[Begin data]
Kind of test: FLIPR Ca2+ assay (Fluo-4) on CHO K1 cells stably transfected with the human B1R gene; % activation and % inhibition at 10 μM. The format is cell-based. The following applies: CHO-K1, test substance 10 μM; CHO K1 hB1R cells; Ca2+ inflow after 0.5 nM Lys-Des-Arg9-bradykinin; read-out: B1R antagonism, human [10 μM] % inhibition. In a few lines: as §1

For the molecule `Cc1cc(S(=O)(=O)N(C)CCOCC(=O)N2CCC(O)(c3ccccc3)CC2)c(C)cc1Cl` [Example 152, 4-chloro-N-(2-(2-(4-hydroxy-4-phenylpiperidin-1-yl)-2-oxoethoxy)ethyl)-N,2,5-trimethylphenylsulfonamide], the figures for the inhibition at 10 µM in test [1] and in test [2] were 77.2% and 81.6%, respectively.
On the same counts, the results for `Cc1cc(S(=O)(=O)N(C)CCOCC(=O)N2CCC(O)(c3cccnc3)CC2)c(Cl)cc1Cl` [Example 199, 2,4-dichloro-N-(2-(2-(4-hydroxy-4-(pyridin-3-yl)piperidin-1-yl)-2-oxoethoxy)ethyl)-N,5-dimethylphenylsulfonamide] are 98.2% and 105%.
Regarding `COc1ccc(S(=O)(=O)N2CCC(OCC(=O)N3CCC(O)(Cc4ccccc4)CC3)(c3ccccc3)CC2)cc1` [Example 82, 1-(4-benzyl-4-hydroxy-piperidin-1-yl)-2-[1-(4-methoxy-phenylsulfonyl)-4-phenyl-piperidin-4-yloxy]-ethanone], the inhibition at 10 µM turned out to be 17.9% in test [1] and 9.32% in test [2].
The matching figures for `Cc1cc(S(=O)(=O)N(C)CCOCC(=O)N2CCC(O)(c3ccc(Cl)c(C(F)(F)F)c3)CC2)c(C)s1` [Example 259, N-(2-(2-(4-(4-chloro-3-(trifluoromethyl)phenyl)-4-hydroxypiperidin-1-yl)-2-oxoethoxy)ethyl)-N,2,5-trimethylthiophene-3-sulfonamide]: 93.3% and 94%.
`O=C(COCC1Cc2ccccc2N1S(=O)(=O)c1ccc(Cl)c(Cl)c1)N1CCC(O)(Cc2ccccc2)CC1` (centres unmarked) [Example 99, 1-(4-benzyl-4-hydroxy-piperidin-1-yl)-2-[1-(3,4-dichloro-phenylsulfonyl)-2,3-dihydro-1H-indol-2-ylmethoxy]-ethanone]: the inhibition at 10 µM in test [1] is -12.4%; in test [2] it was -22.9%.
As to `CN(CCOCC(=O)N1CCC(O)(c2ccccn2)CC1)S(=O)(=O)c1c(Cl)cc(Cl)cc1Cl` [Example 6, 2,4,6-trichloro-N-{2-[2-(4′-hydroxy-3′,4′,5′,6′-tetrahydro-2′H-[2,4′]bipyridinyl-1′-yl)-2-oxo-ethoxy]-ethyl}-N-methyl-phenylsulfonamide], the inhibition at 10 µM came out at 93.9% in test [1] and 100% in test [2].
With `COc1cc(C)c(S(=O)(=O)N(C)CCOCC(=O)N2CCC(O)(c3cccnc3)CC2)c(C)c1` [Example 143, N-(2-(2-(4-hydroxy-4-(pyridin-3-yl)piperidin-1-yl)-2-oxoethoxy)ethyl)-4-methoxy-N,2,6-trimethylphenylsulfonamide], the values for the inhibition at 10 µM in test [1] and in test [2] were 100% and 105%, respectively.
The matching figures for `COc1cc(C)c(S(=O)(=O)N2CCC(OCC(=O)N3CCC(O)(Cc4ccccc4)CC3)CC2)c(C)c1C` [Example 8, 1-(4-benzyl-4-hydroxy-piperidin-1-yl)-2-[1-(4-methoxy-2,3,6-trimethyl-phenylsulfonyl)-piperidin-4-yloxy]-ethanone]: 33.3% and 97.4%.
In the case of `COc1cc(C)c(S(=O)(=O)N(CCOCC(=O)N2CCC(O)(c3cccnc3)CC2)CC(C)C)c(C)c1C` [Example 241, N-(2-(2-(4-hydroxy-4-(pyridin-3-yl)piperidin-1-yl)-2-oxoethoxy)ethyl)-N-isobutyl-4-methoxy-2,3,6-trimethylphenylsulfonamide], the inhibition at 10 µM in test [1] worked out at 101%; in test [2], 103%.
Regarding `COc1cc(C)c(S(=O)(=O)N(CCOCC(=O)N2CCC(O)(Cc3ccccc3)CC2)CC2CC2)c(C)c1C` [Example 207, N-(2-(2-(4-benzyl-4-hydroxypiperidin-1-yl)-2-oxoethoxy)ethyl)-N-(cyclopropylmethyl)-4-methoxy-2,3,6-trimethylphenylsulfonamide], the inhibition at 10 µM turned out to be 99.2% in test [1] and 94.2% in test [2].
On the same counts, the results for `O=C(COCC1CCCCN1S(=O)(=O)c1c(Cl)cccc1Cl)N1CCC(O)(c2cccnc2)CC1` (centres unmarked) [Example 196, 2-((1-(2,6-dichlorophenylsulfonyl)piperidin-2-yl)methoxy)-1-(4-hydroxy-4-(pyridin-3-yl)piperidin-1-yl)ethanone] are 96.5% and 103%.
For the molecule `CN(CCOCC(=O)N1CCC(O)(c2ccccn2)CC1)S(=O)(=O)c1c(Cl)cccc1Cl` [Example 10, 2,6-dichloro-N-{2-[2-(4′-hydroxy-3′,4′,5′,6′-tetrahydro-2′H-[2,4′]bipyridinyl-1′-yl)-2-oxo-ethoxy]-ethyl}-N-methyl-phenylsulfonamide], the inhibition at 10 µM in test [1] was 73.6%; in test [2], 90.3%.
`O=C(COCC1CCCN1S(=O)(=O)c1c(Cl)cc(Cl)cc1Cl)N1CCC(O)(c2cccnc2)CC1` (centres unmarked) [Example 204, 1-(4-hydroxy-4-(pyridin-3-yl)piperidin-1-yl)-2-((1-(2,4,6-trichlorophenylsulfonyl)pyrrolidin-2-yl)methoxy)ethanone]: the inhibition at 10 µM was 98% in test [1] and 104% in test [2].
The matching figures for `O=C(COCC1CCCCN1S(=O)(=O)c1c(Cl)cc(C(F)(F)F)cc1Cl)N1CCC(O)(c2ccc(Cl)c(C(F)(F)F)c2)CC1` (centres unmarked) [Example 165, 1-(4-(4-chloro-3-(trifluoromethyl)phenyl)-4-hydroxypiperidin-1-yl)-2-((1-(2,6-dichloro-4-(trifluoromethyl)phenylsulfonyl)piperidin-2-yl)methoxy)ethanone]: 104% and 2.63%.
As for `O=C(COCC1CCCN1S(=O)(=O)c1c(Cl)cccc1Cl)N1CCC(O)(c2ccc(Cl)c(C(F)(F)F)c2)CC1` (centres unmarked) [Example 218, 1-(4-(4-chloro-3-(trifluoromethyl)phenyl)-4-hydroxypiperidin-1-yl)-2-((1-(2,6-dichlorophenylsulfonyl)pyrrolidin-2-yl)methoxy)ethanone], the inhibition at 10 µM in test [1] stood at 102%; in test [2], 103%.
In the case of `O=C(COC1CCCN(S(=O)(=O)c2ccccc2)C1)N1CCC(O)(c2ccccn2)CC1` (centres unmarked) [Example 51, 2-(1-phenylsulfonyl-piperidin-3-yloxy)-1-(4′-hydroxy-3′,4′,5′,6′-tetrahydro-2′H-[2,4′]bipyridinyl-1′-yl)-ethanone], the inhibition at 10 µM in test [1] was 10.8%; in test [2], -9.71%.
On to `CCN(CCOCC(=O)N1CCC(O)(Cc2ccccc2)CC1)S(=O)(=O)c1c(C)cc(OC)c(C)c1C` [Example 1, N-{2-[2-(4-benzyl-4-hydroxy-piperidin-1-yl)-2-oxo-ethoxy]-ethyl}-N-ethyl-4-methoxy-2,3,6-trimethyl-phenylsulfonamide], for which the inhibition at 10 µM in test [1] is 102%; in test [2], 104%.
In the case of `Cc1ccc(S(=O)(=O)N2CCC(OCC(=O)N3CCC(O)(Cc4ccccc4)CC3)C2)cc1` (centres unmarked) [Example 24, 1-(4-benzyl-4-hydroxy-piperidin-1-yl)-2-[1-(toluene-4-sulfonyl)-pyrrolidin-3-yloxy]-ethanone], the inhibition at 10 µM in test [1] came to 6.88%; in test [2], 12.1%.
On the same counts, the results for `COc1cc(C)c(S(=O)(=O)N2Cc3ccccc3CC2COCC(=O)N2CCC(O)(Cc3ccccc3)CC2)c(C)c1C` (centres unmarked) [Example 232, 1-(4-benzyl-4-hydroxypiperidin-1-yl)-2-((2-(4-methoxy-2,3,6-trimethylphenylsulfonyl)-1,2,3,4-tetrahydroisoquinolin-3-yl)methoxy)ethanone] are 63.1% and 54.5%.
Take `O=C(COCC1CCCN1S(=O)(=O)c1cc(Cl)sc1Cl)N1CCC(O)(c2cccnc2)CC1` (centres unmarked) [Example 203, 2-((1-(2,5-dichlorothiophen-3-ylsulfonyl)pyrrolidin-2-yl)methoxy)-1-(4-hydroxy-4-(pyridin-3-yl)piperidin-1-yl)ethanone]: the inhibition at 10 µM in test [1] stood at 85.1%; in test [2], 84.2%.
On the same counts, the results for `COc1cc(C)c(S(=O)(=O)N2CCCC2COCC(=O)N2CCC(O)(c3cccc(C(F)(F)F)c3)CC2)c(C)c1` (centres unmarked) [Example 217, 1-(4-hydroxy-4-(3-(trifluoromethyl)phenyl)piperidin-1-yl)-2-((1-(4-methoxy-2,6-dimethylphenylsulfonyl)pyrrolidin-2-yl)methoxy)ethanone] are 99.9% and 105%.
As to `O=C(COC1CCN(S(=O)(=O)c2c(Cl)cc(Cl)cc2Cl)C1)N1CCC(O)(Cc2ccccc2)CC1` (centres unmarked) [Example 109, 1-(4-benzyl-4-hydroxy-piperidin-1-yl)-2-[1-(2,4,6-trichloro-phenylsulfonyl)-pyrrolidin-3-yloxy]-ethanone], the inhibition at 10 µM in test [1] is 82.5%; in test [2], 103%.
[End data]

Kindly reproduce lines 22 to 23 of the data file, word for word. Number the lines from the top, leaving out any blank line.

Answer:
On the same counts, the results for `COc1cc(C)c(S(=O)(=O)N2CCCC2COCC(=O)N2CCC(O)(c3cccc(C(F)(F)F)c3)CC2)c(C)c1` (centres unmarked) [Example 217, 1-(4-hydroxy-4-(3-(trifluoromethyl)phenyl)piperidin-1-yl)-2-((1-(4-methoxy-2,6-dimethylphenylsulfonyl)pyrrolidin-2-yl)methoxy)ethanone] are 99.9% and 105%.
As to `O=C(COC1CCN(S(=O)(=O)c2c(Cl)cc(Cl)cc2Cl)C1)N1CCC(O)(Cc2ccccc2)CC1` (centres unmarked) [Example 109, 1-(4-benzyl-4-hydroxy-piperidin-1-yl)-2-[1-(2,4,6-trichloro-phenylsulfonyl)-pyrrolidin-3-yloxy]-ethanone], the inhibition at 10 µM in test [1] is 82.5%; in test [2], 103%.